In 2012 the capitol police started arresting and ticketing people. In the summer of 2013 more aggressive police tactics were employed. Police increased arrests, tried restraining singers, and even deploying a Long Range Acoustic Device (LRAD), an anti-riot device used by police for crowd control, inside the Capitol building. But the singers kept singing.

It is interesting how autocratic leaders often adopt self-defeating behavior in the face of public displeasure with their leadership. Frequently they overreact by using police to break up peaceful demonstrations, make arrests, harass opposition groups, and otherwise curtail civil liberties. Often this leads to unnecessary civil strife, negative press, and only strengthens the opposition. This happened with the sing along protests.

The number of sing along participants had been declining until the arrests started. The arrests gave the effort new strength. News videos of white-haired grandmothers being led away in handcuffs did not help Walker’s image or his political objectives. The sing along gained national and international attention. The American Civil Liberties Union and the Wisconsin

National Lawyers Guild got involved. Celebrity musicians including Arlo Guthrie, Billy Bragg, John McCutcheon, and Dar Williams added their voices to the group.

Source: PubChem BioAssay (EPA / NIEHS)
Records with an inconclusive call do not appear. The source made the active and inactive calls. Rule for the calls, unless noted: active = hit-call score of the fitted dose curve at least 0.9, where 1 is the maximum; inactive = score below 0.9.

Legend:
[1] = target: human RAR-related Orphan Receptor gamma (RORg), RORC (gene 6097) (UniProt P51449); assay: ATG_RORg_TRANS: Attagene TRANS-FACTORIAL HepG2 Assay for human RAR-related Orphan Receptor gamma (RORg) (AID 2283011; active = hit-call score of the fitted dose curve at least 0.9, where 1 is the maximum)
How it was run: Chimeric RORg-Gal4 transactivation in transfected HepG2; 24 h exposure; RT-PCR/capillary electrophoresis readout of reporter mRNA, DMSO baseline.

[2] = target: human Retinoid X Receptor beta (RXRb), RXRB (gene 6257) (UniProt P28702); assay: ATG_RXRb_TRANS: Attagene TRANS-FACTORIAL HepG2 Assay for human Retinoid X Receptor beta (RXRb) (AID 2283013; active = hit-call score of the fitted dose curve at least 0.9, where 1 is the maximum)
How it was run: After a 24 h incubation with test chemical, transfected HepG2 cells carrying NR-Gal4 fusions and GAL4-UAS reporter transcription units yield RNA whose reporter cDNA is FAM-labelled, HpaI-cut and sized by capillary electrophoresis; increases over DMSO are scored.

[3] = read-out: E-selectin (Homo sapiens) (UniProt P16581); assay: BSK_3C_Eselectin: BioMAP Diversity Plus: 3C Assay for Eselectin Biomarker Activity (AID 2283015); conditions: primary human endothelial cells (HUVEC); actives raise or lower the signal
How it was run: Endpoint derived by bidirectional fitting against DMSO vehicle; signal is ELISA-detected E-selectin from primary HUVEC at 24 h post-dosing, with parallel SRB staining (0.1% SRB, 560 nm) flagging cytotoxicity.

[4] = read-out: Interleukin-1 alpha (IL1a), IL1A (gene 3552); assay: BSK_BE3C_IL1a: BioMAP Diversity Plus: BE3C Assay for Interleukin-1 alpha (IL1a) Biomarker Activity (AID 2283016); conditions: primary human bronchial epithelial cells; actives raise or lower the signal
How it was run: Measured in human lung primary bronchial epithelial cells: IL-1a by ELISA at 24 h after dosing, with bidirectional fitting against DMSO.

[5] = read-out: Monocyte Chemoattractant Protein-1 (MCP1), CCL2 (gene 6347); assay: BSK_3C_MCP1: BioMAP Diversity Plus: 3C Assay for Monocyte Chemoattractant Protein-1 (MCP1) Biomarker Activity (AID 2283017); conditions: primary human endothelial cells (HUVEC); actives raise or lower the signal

Why is it so hard for leaders to understand tolerance, compromise, or at least the appearance of conciliation might work better? Proverbs 15:1 says, “A soft answer turneth away wrath: but grievous words [or actions] stir up anger.” Talking with the opposition might defuse public anger better than police action. But no one ever accused Walker of being a good leader. Just because a person is in power doesn’t mean he/she is effective or smart!

Eventually nine out of thirteen judges dismissed cases against the singers, finding the permit rules unconstitutional. On January 29, 2015, the Wisconsin Appeals Court upheld these rulings declaring the permit process unconstitutional. The singers won, and Walker lost, the singing contest.

What did all this accomplish? Did the sing along protests do any good? Often with political activism it is hard to see a specific positive outcome. Often one is only hoping for a better future. A person does what is right because it is the right thing to do, not because it will have immediate success. I think the sing along was a success simply because it happened. Walker is gone but they are still singing. As one of their re-purposed songs says (Tune of “I’ll Fly Away”),

“Every day at noon we’re gonna be here, we’re not going away.

Until love drives out the politics of fear, we’re not going away.

We’re not going away, oh Scotty! We’re not going away!

Until that day when Justice holds sway We’re not going away!

The extraordinary dedication to justice and freedom of speech exhibited by the many people who participated in the sing along should be honored and remembered. The Solidarity Sing Along should inspire us all to be more active citizens.